Years spent at Gladwyne Montessori: 1998-2005 (Kindergarten-6th grade)
Degrees: B.A. in Art History, University of Pennsylvania; currently pursuing Masters in Art Education, Harvard University
Describe your professional work experience.
Since graduating from the University of Pennsylvania, I have dedicated my time to working with low income communities through arts education. I started off at a public middle school in the Bronx, teaching English Language Arts, facilitating literacy groups and designing after school arts programs. Then, in 2016, I joined the staff at Lincoln Center Education, the education wing of the largest arts and culture institution in the country. While there, I worked both to bring students in to experience the best of the arts as well as to coordinate outreach efforts into surrounding boroughs.
What did Gladwyne Montessori instill in you as a learner?
The constructivist approach to education was key for me: playing with materials and being my own learner. I also remember writing a nonfiction piece in 4th grade that won a Junior Author Contest (my dad still has it framed)! My teacher encouraged us to keep coming back to our writing to edit, a strong writing practice I’ve never forgotten. During such an important exploratory period of life, Gladwyne Montessori created a stake for me in my education, encouraging me to to think critically. Additionally, art never felt like an “extra”; students were always able to work on art projects in the classroom, connecting them to other areas of study, all while managing our own learning time.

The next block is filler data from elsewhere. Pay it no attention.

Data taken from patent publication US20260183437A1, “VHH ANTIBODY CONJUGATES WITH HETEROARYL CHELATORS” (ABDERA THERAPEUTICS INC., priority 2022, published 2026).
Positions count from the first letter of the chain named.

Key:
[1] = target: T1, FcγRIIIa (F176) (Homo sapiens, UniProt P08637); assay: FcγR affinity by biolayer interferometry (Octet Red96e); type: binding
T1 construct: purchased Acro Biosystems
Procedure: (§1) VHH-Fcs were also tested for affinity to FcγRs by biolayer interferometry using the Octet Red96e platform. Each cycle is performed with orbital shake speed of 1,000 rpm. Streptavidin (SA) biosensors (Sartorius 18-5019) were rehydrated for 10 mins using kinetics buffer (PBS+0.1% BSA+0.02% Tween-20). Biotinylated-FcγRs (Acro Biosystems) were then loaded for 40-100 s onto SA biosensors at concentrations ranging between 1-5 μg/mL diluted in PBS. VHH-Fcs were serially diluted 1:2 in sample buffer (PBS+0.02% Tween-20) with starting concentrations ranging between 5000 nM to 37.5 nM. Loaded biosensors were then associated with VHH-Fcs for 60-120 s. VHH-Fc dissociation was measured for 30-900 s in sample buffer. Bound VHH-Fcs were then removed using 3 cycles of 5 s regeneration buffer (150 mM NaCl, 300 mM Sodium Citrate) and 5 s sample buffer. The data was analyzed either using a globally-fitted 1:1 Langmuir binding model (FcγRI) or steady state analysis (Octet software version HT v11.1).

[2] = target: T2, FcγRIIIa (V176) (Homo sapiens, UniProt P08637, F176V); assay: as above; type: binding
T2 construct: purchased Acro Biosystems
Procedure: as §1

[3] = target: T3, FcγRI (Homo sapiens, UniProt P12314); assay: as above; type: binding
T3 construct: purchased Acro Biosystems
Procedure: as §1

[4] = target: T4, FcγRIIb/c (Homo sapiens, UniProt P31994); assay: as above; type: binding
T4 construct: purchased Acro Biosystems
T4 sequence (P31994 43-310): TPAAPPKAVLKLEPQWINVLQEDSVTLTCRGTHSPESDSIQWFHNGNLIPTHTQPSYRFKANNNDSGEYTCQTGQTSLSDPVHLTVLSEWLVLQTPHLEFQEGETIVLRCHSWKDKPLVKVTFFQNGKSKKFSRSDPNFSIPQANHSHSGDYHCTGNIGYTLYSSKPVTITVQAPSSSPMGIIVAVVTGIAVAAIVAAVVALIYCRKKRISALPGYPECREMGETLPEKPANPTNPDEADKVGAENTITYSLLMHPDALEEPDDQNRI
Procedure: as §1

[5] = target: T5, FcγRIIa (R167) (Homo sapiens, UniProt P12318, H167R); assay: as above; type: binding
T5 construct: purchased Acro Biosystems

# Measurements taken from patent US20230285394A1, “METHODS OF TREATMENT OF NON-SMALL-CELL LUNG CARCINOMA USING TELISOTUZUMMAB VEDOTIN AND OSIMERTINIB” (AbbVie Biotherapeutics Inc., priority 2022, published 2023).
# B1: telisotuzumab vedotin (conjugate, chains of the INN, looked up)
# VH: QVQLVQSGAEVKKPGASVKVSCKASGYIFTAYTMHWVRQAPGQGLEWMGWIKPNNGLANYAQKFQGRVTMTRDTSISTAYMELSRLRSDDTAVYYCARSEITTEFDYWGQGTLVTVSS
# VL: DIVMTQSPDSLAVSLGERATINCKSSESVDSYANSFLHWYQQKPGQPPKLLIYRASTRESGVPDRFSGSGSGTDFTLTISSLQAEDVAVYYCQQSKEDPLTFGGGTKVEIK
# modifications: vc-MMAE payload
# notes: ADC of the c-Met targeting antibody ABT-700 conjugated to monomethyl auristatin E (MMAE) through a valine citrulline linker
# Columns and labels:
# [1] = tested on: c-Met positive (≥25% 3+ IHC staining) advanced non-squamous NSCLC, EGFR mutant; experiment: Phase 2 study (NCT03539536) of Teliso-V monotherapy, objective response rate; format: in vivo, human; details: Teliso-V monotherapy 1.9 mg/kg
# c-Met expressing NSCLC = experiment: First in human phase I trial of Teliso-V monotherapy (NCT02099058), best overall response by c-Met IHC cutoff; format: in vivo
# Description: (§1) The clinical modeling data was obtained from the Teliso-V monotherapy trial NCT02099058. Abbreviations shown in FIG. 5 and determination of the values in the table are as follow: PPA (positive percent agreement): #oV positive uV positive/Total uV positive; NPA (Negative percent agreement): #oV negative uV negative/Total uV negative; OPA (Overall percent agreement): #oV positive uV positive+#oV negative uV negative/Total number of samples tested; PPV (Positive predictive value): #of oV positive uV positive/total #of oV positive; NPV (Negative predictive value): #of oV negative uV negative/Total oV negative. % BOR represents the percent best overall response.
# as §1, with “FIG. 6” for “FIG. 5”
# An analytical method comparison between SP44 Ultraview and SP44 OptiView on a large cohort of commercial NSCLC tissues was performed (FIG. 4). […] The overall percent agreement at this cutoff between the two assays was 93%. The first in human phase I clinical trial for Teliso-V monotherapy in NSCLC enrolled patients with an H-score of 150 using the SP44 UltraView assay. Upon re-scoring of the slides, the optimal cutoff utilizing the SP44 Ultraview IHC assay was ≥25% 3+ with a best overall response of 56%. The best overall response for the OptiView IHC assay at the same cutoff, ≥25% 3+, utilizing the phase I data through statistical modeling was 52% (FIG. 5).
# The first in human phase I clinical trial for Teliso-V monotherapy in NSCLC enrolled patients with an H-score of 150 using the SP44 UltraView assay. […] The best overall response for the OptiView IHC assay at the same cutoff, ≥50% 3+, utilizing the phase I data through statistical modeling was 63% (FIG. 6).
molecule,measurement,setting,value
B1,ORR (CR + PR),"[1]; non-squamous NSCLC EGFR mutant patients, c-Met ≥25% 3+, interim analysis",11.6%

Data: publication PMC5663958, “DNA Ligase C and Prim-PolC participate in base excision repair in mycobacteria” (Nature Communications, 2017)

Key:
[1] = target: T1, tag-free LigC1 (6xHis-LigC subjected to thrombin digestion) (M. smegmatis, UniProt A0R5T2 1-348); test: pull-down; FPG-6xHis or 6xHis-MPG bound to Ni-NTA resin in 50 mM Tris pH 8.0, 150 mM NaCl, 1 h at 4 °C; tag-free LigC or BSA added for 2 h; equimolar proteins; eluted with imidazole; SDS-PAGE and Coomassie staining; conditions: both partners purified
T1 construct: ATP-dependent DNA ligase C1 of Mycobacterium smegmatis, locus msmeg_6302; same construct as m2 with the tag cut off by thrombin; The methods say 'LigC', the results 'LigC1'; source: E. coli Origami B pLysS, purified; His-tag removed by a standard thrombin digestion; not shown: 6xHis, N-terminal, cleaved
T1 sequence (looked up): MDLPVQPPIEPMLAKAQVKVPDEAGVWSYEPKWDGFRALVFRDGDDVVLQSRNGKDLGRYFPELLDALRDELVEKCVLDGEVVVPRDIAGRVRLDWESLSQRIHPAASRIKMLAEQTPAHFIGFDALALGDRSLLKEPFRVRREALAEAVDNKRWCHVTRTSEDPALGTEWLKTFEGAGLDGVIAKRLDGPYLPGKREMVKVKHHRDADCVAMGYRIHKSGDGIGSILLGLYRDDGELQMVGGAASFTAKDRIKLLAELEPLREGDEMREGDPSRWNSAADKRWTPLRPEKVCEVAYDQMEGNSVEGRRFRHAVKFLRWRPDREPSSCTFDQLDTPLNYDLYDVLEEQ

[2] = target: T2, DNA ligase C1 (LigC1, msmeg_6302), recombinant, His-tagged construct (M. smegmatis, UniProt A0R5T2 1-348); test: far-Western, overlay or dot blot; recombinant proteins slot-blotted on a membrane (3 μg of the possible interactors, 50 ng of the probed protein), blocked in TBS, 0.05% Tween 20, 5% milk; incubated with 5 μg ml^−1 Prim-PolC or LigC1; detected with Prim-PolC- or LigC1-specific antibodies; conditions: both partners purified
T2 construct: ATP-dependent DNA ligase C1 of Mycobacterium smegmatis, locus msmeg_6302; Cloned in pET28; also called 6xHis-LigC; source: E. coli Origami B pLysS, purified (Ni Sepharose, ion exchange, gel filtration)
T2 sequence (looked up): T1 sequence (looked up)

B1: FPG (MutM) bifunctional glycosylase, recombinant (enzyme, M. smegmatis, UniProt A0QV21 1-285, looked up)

How did Gladwyne Montessori drive your current professional work?
This school provided an environment where older peers served as mentors—a quality I believe helped mold my view of myself as a leader and, specifically, as an educator. Within this, I hope to embrace my responsibility to incorporating the type of education I was fortunate to receive into the lives of my students. Recently, in one of my graduate courses, we discussed the Montessori philosophy in the context of Eleanor Duckworth’s The Having of Wonderful Ideas, which reinforced one of my central conceptions of education: it is better cultivated when learners are free to pursue by choice. The Arts in Education program at the Harvard Graduate School of Education will further allow me to act on this as I work to spread the love I have for both education and the arts.
Finally, describe Gladwyne Montessori in 3 words.
Joyful; Liberatory; Welcoming